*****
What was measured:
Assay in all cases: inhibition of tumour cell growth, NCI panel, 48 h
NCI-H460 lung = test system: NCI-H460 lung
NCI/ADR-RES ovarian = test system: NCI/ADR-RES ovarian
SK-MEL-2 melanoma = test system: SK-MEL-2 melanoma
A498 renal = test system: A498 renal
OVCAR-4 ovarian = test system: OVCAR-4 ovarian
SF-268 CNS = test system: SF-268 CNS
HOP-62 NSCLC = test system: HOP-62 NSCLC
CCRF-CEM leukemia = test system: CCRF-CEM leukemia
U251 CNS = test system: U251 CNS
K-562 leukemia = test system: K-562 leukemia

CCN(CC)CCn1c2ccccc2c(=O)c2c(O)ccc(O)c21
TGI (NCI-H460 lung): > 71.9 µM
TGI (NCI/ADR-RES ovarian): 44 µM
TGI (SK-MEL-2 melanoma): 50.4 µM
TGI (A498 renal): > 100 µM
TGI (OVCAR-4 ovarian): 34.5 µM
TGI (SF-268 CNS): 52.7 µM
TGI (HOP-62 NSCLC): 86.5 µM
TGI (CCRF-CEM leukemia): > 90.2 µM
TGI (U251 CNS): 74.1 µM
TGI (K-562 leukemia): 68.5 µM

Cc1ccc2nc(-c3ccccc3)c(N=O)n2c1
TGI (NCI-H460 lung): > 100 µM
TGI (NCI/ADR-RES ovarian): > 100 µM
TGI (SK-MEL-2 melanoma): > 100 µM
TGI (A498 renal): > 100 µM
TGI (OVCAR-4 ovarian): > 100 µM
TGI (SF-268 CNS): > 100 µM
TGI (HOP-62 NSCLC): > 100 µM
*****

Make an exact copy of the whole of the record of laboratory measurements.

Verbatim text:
What was measured:
Assay in all cases: inhibition of tumour cell growth, NCI panel, 48 h
NCI-H460 lung = test system: NCI-H460 lung
NCI/ADR-RES ovarian = test system: NCI/ADR-RES ovarian
SK-MEL-2 melanoma = test system: SK-MEL-2 melanoma
A498 renal = test system: A498 renal
OVCAR-4 ovarian = test system: OVCAR-4 ovarian
SF-268 CNS = test system: SF-268 CNS
HOP-62 NSCLC = test system: HOP-62 NSCLC
CCRF-CEM leukemia = test system: CCRF-CEM leukemia
U251 CNS = test system: U251 CNS
K-562 leukemia = test system: K-562 leukemia

CCN(CC)CCn1c2ccccc2c(=O)c2c(O)ccc(O)c21
TGI (NCI-H460 lung): > 71.9 µM
TGI (NCI/ADR-RES ovarian): 44 µM
TGI (SK-MEL-2 melanoma): 50.4 µM
TGI (A498 renal): > 100 µM
TGI (OVCAR-4 ovarian): 34.5 µM
TGI (SF-268 CNS): 52.7 µM
TGI (HOP-62 NSCLC): 86.5 µM
TGI (CCRF-CEM leukemia): > 90.2 µM
TGI (U251 CNS): 74.1 µM
TGI (K-562 leukemia): 68.5 µM

Cc1ccc2nc(-c3ccccc3)c(N=O)n2c1
TGI (NCI-H460 lung): > 100 µM
TGI (NCI/ADR-RES ovarian): > 100 µM
TGI (SK-MEL-2 melanoma): > 100 µM
TGI (A498 renal): > 100 µM
TGI (OVCAR-4 ovarian): > 100 µM
TGI (SF-268 CNS): > 100 µM
TGI (HOP-62 NSCLC): > 100 µM